2. I cannot see the difficulty about the cessation of the Glacial period.
Between the Miocene and the Pleistocene periods geographical changes occurred which rendered a true Glacial period possible with high excentricity. When the high excentricity passed away the Glacial epoch also passed away in the temperate zone; but it persists in the arctic zone, where, during the Miocene, there were mild climates, and this is due to the persistence of the changed geographical conditions. The present arctic climate is itself a comparatively new and abnormal state of things, due to geographical modification.
As to "epoch" and "period," I use them as synonyms to avoid repeating the same word.
3. Rate of deposition and geological time. Here no doubt I may have gone to an extreme, but my "28 million years" may be anything under 100 millions, as I state. There is an enormous difference between mean and maximum denudation and deposition. In the case of the great faults the upheaval along a given line would itself facilitate the denudation (whether sub-aerial or marine) of the upheaved portion at a rate perhaps a hundred times above the average, just as valleys have been denuded perhaps a hundred times faster than plains and plateaux. So local subsidence might itself lead to very rapid deposition. Suppose a portion of the Gulf of Mexico, near the mouths of the Mississippi, were to subside for a few thousand years, it might receive the greater portion of the sediment from the whole Mississippi valley, and thus form strata at a very rapid rate.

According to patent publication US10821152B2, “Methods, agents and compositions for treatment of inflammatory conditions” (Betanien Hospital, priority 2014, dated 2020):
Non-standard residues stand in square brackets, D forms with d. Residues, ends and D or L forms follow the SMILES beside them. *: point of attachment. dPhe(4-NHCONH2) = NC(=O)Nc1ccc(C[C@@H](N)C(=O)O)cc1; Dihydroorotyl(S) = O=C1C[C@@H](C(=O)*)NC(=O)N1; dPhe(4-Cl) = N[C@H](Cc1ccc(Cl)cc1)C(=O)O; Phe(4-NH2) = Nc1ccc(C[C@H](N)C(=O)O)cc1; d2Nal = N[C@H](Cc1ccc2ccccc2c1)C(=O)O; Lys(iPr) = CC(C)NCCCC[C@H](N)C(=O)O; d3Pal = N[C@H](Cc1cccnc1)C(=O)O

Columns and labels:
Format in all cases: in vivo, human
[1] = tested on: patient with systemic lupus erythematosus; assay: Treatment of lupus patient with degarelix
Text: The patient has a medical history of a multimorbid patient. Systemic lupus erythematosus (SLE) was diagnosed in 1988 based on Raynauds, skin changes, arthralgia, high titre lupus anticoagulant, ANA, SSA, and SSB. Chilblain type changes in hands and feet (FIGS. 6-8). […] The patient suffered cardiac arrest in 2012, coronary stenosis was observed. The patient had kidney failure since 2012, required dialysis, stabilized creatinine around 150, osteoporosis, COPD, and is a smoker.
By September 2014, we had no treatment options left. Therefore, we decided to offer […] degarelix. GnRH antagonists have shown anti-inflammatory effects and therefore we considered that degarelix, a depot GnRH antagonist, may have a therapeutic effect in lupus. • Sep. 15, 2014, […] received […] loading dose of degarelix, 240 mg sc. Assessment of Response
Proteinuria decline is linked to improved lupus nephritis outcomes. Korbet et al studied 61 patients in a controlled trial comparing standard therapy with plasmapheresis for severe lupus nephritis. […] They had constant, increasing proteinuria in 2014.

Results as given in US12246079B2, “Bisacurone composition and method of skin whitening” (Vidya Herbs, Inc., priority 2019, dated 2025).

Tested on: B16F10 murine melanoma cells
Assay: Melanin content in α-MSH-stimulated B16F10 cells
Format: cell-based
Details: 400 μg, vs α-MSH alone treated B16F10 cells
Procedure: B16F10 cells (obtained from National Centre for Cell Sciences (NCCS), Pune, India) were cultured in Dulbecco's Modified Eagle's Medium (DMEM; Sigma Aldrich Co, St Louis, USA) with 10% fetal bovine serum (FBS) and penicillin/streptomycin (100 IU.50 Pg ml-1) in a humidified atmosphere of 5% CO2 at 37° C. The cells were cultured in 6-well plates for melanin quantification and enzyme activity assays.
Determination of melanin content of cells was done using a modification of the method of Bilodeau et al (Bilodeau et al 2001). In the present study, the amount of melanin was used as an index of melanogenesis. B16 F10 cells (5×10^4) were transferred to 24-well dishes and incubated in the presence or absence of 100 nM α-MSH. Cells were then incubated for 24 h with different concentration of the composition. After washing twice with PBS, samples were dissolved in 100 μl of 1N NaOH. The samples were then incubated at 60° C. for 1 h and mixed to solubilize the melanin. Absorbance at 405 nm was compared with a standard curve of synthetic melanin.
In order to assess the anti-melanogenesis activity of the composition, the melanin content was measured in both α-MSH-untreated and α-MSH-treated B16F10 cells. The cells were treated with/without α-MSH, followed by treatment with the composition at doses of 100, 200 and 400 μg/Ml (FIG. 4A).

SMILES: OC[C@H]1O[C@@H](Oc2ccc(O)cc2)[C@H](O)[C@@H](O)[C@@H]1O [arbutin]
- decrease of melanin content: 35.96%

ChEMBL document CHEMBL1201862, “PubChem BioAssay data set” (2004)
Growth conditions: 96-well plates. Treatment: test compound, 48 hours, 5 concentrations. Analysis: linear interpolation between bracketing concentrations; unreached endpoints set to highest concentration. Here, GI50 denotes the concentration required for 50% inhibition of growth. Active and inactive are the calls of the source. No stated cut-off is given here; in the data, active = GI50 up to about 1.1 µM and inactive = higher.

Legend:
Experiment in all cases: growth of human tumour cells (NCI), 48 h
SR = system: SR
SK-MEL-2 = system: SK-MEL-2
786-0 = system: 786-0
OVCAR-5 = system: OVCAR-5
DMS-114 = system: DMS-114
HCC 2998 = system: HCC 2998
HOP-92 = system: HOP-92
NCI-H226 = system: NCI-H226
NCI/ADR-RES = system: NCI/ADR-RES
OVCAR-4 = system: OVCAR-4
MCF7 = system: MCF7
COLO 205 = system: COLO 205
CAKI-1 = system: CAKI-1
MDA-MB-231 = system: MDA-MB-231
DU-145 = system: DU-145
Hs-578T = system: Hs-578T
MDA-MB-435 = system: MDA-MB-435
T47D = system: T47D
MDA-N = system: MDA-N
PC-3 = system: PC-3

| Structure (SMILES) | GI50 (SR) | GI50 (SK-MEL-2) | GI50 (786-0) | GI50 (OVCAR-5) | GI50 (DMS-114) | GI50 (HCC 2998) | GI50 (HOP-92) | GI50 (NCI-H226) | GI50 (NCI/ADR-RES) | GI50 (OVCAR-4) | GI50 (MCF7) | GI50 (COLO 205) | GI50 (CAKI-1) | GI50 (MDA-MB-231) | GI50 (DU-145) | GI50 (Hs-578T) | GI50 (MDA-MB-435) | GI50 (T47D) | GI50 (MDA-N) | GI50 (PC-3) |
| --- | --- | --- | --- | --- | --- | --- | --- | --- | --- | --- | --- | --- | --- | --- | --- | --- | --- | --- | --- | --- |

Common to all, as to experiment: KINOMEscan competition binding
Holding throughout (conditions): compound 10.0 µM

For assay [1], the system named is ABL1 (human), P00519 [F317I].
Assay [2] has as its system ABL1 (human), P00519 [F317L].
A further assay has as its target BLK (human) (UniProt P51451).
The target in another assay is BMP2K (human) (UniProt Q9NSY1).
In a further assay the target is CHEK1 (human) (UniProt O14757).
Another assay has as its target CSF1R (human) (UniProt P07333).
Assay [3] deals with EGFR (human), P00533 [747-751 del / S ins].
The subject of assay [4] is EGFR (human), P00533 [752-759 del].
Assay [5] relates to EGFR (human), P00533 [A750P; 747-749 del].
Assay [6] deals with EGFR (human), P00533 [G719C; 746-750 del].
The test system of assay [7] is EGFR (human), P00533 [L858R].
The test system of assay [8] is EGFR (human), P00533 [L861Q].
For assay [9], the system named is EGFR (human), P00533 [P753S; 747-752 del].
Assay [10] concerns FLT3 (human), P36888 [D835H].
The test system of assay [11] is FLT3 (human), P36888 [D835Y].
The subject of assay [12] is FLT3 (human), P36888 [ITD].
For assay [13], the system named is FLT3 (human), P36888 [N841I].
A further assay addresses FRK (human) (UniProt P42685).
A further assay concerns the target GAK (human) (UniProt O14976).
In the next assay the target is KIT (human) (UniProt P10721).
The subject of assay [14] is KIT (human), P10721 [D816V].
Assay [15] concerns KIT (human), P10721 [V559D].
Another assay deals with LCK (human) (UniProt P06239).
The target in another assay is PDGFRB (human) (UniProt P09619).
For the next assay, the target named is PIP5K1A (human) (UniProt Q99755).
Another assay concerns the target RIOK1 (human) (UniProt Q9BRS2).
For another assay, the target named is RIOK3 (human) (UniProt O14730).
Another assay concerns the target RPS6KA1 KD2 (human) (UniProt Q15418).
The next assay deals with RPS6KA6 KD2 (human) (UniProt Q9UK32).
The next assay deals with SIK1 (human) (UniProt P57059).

4. You quote the Pampas thistles, etc., against my statement of the importance of preoccupation. But I am referring especially to St. Helena, and to plants naturally introduced from the adjacent continents. Surely if a certain number of African plants reached the island, and became modified into a complete adaptation to its climatic conditions, they would hardly be expelled by other African plants arriving subsequently. They might be so, conceivably, but it does not seem probable. The cases of the Pampas, New Zealand, Tahiti, etc., are very different, where highly developed aggressive plants have been artificially introduced. Under nature it is these very aggressive species that would first reach any island in their vicinity, and, being adapted to the island and colonising it thoroughly, would then hold their own against other plants from the same country, mostly less aggressive in character.
I have not explained this so fully as I should have done in the book. Your criticism is therefore useful.
5. My Chapter XXIII. is no doubt very speculative, and I cannot wonder at your hesitating at accepting my views. To me, however, your theory of hosts of existing species migrating over the tropical lowlands from the N. temperate to the S. temperate zone appears more speculative and more improbable. For where could the rich lowland equatorial flora have existed during a period of general refrigeration sufficient for this? and what became of the wonderfully rich Cape flora, which, if the temperature of tropical Africa had been so recently lowered, would certainly have spread northwards, and on the return of the heat could hardly have been driven back into the sharply defined and very restricted area in which it now exists.
As to the migration of plants from mountain to mountain not being so probable as to remote islands, I think that is fully counterbalanced by two considerations:--
a. The area and abundance of the mountain stations along such a range as the Andes are immensely greater than those of the islands in the N. Atlantic, for example.
b. The temporary occupation of mountain stations by migrating plants (which I think I have shown to be probable) renders time a much more important element in increasing the number and variety of the plants so dispersed than in the case of islands, where the flora soon acquires a fixed and endemic character, and where the number of species is necessarily limited.
No doubt direct evidence of seeds being carried great distances through the air is wanted, but I am afraid can hardly be obtained.